I started modeling in 1998, at the age of 19, at 5’11″ (180 cm) and 120 pounds (55 kg). I grew up hating my body. I was always too tall and too thin. I loathed every encounter with the school nurse (she used to ask if my parents fed me), and by the time I was 13, I had acknowledged the fact that I was labeled a freak by the society around me. I can’t even remember how many times I have been asked (sometimes by total strangers on the street) if I had an eating disorder. Both of my parents are tall and thin, as are my siblings, but my body was the freakiest of all. I felt abnormal, and now in hindsight I wonder if I felt like that only because of the mean comments people made. I have a feeling I would have developed a more normal relationship with my body if I had been allowed to be who I was.
2. The totally reliable Examiner is claiming that Megan Fox was kicked off the Transformers 3 set for being “too skinny.”
Fox and Transformers director Michael Bay had a “huge row” over her weight. The 24-year-old stormed out after the blow-up after Bay called her “unhealthy”.
“[Bay] thinks she has lost too much weight and looks too frail. He wanted her to put on some weight and it all kicked off.”
Bay wasn’t the only one concerned with Megan Fox’s weight loss. Even the crew said she was far from sexy and more a “gaunt, pale image”.
3. The L.A. Times covers the fat celebrities who make their money (and careers) from their size. (Goddamn it, Kirstie Alley.)
Welcome to the era of the fat celebrity. No longer is it shameful, shocking or a career killer for the famous to make weight struggles the centerpiece of their lives. In fact, they’re making money off of it.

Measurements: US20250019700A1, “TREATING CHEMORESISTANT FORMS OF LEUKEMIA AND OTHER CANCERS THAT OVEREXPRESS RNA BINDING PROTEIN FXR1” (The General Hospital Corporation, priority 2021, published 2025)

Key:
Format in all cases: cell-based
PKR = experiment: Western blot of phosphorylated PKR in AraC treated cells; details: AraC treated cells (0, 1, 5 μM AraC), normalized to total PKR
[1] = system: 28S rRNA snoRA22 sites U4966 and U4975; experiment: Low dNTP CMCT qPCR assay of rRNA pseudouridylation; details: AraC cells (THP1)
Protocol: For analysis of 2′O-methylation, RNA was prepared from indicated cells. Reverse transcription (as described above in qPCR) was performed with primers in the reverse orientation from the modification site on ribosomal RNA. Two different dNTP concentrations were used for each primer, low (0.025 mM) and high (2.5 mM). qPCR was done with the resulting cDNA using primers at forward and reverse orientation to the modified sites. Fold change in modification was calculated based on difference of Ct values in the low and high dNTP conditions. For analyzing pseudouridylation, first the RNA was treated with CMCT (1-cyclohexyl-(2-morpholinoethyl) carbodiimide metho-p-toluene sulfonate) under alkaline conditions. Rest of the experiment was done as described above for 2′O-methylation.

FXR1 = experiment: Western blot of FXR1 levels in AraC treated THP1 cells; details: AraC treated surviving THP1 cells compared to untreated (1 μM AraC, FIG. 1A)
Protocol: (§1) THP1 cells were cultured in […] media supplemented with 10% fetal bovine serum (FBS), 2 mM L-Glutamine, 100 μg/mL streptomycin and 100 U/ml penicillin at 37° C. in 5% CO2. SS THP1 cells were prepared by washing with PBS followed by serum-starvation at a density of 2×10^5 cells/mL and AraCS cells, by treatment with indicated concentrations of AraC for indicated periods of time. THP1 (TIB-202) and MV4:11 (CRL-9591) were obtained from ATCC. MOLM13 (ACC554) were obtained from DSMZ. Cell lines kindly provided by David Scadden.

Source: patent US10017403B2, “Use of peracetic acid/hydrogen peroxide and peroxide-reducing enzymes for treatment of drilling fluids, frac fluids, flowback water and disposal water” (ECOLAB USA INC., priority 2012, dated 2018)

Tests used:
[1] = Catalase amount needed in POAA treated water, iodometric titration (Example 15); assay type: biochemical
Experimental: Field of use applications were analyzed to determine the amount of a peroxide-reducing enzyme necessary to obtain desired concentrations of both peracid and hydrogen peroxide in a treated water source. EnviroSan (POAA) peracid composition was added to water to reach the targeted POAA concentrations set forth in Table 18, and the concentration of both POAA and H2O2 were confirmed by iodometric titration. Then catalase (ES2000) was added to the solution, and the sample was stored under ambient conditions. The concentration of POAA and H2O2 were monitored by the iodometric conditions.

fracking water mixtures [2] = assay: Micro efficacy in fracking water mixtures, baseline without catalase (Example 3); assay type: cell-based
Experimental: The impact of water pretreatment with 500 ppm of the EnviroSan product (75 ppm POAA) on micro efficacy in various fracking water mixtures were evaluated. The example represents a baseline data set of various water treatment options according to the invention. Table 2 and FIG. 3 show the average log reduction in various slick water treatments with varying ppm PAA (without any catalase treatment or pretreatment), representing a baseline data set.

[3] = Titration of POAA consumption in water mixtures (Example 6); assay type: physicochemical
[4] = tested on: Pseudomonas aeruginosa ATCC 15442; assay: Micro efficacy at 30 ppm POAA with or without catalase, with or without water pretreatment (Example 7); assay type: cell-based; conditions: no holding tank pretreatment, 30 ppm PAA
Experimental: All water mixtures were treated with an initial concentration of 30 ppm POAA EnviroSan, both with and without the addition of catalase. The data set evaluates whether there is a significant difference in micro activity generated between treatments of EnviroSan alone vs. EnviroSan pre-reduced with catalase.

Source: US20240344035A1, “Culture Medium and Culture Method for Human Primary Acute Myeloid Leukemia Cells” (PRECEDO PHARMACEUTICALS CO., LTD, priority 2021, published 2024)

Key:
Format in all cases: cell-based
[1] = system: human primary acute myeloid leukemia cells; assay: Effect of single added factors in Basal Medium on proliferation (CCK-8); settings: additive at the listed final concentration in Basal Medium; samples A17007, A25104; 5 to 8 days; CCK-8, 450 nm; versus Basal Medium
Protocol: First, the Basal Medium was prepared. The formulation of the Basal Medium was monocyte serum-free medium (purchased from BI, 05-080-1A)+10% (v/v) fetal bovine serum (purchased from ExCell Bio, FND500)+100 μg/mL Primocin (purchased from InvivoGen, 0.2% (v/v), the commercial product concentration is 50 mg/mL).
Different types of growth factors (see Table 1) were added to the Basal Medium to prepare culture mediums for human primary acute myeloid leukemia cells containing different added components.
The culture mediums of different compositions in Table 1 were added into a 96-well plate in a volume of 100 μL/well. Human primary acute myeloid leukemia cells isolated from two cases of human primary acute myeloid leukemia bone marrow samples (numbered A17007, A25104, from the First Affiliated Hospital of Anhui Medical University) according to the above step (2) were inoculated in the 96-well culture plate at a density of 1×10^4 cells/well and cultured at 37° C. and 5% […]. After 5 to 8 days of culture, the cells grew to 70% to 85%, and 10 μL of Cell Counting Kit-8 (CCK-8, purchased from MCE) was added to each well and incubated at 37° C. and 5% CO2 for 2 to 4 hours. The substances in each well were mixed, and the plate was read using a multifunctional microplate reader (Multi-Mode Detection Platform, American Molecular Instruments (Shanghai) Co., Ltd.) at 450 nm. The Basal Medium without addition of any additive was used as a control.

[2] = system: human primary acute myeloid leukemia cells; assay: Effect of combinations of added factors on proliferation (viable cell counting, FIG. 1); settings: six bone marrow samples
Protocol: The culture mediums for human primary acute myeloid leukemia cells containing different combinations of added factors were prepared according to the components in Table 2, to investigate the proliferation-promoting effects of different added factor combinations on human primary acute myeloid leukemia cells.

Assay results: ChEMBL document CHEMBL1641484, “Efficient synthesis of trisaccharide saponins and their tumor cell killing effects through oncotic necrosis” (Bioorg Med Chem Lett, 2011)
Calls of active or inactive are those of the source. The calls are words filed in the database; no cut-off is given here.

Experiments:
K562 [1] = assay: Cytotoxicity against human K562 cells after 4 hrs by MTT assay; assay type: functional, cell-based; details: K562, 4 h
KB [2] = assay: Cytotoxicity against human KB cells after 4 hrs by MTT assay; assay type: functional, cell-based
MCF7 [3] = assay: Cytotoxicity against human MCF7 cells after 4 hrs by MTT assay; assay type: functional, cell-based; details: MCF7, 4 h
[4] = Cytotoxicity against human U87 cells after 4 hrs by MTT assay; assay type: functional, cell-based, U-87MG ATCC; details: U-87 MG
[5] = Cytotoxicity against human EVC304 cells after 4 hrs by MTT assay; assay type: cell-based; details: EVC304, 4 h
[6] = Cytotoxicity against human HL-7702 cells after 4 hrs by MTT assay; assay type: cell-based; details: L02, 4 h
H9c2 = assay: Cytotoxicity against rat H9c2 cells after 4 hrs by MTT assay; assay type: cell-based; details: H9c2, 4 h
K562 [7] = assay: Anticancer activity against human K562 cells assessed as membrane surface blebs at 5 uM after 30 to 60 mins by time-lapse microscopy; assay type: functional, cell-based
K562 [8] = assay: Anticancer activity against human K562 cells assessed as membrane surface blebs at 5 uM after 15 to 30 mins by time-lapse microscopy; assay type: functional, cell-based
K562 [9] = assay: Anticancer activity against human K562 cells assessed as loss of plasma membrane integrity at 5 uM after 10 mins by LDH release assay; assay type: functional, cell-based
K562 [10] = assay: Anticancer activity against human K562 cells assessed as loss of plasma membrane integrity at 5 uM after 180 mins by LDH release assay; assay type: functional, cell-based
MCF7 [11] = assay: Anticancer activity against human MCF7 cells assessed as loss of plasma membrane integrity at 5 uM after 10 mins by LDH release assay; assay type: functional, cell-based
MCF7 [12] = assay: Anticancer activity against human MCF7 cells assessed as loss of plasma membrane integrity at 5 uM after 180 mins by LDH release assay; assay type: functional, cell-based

“Fat celebrities are particularly irresistible because in the real culture people are constantly struggling with what’s wrong with their bodies,” says University of Colorado law professor Paul Campos, author of “The Obesity Myth: Why America’s Obsession With Weight Is Hazardous to Your Health.” “People can identify with that, and this is another way of tapping into the fascination with celebrities as being both unique but somehow just like us.”
4. iVillage is throwing a contest—who loves themselves the most?
iVillage Beauty & Style is all about making women feel confident. Whether through a perfect manicure, a head-turning dress, or your go-to lipstick, iVillage encourages you to express your personal style with pride.
Upload a photo and sound clip of yourself, talking about how hot you are and why, on IVillage’s fotobabble site and maybe win $500.
5. Check out Letters to My Body, a very cool community-based body image project that you can join.
The purpose Letters to My Body (LTMB) is to serve as a catalyst for open discussion and free speaking about the positive and negative feelings that we have concerning our bodies. The hope is that through an anonymous vessel such as a letter, we can begin to heal the wounds that have been cultivated over our lifetimes, and also to praise our bodies and recognize that they are beautiful–no matter what shape, size, or condition.
In addition, I hope that Letters to My Body will bring awareness to the countless women and men who suffer from eating disorders. I want this silent disease to stop being so silent.
Posted by jenfu